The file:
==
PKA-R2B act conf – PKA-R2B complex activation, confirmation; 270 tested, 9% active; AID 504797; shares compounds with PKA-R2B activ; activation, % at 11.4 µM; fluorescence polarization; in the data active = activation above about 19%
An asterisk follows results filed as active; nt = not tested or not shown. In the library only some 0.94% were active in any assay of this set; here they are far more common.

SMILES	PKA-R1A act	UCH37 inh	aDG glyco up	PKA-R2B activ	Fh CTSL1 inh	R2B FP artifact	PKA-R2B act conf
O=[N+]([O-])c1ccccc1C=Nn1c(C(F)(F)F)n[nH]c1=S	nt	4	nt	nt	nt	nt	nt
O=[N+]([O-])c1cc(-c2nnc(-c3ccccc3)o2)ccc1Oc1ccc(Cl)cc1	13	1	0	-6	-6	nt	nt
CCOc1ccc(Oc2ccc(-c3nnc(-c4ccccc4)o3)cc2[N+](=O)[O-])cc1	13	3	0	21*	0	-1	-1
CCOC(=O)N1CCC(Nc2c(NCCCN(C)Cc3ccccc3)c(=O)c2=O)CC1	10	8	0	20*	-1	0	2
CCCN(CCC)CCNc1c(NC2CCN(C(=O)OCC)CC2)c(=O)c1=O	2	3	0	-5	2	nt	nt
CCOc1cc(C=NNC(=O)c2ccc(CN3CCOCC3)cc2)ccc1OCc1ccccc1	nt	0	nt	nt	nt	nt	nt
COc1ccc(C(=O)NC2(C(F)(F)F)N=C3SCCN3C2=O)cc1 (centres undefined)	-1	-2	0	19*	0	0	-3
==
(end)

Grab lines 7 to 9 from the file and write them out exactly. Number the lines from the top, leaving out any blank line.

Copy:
CCOC(=O)N1CCC(Nc2c(NCCCN(C)Cc3ccccc3)c(=O)c2=O)CC1	10	8	0	20*	-1	0	2
CCCN(CCC)CCNc1c(NC2CCN(C(=O)OCC)CC2)c(=O)c1=O	2	3	0	-5	2	nt	nt
CCOc1cc(C=NNC(=O)c2ccc(CN3CCOCC3)cc2)ccc1OCc1ccccc1	nt	0	nt	nt	nt	nt	nt